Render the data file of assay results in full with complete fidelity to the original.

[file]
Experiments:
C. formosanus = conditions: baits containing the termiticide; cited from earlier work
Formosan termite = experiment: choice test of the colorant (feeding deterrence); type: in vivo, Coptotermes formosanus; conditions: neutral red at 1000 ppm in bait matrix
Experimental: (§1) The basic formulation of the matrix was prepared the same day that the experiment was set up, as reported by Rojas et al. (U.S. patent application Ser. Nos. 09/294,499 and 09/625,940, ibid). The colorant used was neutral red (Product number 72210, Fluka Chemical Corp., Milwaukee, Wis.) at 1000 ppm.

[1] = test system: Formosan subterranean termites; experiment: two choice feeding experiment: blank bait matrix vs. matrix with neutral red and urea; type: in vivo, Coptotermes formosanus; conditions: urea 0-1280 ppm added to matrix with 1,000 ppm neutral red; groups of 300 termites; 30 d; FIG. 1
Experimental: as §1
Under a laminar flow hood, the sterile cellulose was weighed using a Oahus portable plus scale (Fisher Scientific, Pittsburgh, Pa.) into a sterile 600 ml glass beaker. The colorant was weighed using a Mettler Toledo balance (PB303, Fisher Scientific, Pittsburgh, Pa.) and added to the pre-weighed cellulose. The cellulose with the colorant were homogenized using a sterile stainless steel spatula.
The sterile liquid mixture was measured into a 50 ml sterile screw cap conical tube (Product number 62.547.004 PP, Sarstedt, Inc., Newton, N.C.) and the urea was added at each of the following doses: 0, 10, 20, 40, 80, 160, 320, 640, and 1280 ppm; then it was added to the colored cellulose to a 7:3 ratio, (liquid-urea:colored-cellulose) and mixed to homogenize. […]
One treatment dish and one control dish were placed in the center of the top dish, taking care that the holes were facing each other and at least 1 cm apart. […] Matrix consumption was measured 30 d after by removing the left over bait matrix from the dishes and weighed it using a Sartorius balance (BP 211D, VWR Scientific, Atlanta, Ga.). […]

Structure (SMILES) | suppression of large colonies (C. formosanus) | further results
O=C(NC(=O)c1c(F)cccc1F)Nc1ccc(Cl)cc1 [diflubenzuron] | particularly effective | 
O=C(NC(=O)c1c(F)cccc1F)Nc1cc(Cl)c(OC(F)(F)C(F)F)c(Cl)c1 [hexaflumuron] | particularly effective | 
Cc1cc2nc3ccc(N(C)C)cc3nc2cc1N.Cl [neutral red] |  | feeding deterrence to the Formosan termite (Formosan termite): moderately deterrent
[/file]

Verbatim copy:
Experiments:
C. formosanus = conditions: baits containing the termiticide; cited from earlier work
Formosan termite = experiment: choice test of the colorant (feeding deterrence); type: in vivo, Coptotermes formosanus; conditions: neutral red at 1000 ppm in bait matrix
Experimental: (§1) The basic formulation of the matrix was prepared the same day that the experiment was set up, as reported by Rojas et al. (U.S. patent application Ser. Nos. 09/294,499 and 09/625,940, ibid). The colorant used was neutral red (Product number 72210, Fluka Chemical Corp., Milwaukee, Wis.) at 1000 ppm.

[1] = test system: Formosan subterranean termites; experiment: two choice feeding experiment: blank bait matrix vs. matrix with neutral red and urea; type: in vivo, Coptotermes formosanus; conditions: urea 0-1280 ppm added to matrix with 1,000 ppm neutral red; groups of 300 termites; 30 d; FIG. 1
Experimental: as §1
Under a laminar flow hood, the sterile cellulose was weighed using a Oahus portable plus scale (Fisher Scientific, Pittsburgh, Pa.) into a sterile 600 ml glass beaker. The colorant was weighed using a Mettler Toledo balance (PB303, Fisher Scientific, Pittsburgh, Pa.) and added to the pre-weighed cellulose. The cellulose with the colorant were homogenized using a sterile stainless steel spatula.
The sterile liquid mixture was measured into a 50 ml sterile screw cap conical tube (Product number 62.547.004 PP, Sarstedt, Inc., Newton, N.C.) and the urea was added at each of the following doses: 0, 10, 20, 40, 80, 160, 320, 640, and 1280 ppm; then it was added to the colored cellulose to a 7:3 ratio, (liquid-urea:colored-cellulose) and mixed to homogenize. […]
One treatment dish and one control dish were placed in the center of the top dish, taking care that the holes were facing each other and at least 1 cm apart. […] Matrix consumption was measured 30 d after by removing the left over bait matrix from the dishes and weighed it using a Sartorius balance (BP 211D, VWR Scientific, Atlanta, Ga.). […]

Structure (SMILES) | suppression of large colonies (C. formosanus) | further results
O=C(NC(=O)c1c(F)cccc1F)Nc1ccc(Cl)cc1 [diflubenzuron] | particularly effective | 
O=C(NC(=O)c1c(F)cccc1F)Nc1cc(Cl)c(OC(F)(F)C(F)F)c(Cl)c1 [hexaflumuron] | particularly effective | 
Cc1cc2nc3ccc(N(C)C)cc3nc2cc1N.Cl [neutral red] |  | feeding deterrence to the Formosan termite (Formosan termite): moderately deterrent